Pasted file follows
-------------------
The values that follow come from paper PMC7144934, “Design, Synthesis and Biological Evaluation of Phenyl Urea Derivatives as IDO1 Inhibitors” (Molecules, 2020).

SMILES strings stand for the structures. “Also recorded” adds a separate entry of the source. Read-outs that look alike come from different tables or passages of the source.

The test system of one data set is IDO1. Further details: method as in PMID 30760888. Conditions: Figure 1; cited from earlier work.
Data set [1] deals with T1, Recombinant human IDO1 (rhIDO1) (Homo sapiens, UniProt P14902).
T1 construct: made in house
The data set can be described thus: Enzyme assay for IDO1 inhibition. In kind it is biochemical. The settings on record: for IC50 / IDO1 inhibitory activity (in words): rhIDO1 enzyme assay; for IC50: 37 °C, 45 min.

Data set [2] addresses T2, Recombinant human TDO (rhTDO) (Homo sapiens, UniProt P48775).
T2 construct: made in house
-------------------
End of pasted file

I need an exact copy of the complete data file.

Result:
The values that follow come from paper PMC7144934, “Design, Synthesis and Biological Evaluation of Phenyl Urea Derivatives as IDO1 Inhibitors” (Molecules, 2020).

SMILES strings stand for the structures. “Also recorded” adds a separate entry of the source. Read-outs that look alike come from different tables or passages of the source.

The test system of one data set is IDO1. Further details: method as in PMID 30760888. Conditions: Figure 1; cited from earlier work.
Data set [1] deals with T1, Recombinant human IDO1 (rhIDO1) (Homo sapiens, UniProt P14902).
T1 construct: made in house
The data set can be described thus: Enzyme assay for IDO1 inhibition. In kind it is biochemical. The settings on record: for IC50 / IDO1 inhibitory activity (in words): rhIDO1 enzyme assay; for IC50: 37 °C, 45 min.

Data set [2] addresses T2, Recombinant human TDO (rhTDO) (Homo sapiens, UniProt P48775).
T2 construct: made in house